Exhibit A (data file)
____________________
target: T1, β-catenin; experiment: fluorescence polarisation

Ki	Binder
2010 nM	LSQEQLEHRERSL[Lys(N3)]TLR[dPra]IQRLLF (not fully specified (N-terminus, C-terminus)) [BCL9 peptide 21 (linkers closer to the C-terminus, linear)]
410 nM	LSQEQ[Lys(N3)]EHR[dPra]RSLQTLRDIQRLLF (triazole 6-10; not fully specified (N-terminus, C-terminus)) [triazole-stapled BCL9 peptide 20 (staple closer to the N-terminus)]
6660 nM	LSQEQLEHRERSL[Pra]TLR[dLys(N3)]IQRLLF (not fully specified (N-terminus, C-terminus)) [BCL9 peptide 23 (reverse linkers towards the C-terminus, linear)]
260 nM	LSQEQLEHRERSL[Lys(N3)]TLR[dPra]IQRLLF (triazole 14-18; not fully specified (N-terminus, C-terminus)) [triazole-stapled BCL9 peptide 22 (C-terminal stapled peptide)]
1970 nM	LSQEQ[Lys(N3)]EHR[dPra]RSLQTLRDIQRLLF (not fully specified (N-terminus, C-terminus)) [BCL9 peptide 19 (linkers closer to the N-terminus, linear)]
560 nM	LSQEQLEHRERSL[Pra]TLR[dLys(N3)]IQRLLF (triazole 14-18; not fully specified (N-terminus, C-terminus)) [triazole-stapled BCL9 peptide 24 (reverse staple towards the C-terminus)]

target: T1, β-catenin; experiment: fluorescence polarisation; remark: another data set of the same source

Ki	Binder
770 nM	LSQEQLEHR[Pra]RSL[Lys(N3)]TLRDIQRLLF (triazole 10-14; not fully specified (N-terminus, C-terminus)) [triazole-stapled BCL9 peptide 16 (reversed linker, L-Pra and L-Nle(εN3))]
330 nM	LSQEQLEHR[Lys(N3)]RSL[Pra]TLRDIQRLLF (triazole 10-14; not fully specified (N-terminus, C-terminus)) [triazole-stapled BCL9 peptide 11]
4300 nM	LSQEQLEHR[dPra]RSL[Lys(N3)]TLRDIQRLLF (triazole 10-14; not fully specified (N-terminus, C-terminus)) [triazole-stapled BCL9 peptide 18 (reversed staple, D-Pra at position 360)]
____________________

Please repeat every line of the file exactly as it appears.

target: T1, β-catenin; experiment: fluorescence polarisation

Ki	Binder
2010 nM	LSQEQLEHRERSL[Lys(N3)]TLR[dPra]IQRLLF (not fully specified (N-terminus, C-terminus)) [BCL9 peptide 21 (linkers closer to the C-terminus, linear)]
410 nM	LSQEQ[Lys(N3)]EHR[dPra]RSLQTLRDIQRLLF (triazole 6-10; not fully specified (N-terminus, C-terminus)) [triazole-stapled BCL9 peptide 20 (staple closer to the N-terminus)]
6660 nM	LSQEQLEHRERSL[Pra]TLR[dLys(N3)]IQRLLF (not fully specified (N-terminus, C-terminus)) [BCL9 peptide 23 (reverse linkers towards the C-terminus, linear)]
260 nM	LSQEQLEHRERSL[Lys(N3)]TLR[dPra]IQRLLF (triazole 14-18; not fully specified (N-terminus, C-terminus)) [triazole-stapled BCL9 peptide 22 (C-terminal stapled peptide)]
1970 nM	LSQEQ[Lys(N3)]EHR[dPra]RSLQTLRDIQRLLF (not fully specified (N-terminus, C-terminus)) [BCL9 peptide 19 (linkers closer to the N-terminus, linear)]
560 nM	LSQEQLEHRERSL[Pra]TLR[dLys(N3)]IQRLLF (triazole 14-18; not fully specified (N-terminus, C-terminus)) [triazole-stapled BCL9 peptide 24 (reverse staple towards the C-terminus)]

target: T1, β-catenin; experiment: fluorescence polarisation; remark: another data set of the same source

Ki	Binder
770 nM	LSQEQLEHR[Pra]RSL[Lys(N3)]TLRDIQRLLF (triazole 10-14; not fully specified (N-terminus, C-terminus)) [triazole-stapled BCL9 peptide 16 (reversed linker, L-Pra and L-Nle(εN3))]
330 nM	LSQEQLEHR[Lys(N3)]RSL[Pra]TLRDIQRLLF (triazole 10-14; not fully specified (N-terminus, C-terminus)) [triazole-stapled BCL9 peptide 11]
4300 nM	LSQEQLEHR[dPra]RSL[Lys(N3)]TLRDIQRLLF (triazole 10-14; not fully specified (N-terminus, C-terminus)) [triazole-stapled BCL9 peptide 18 (reversed staple, D-Pra at position 360)]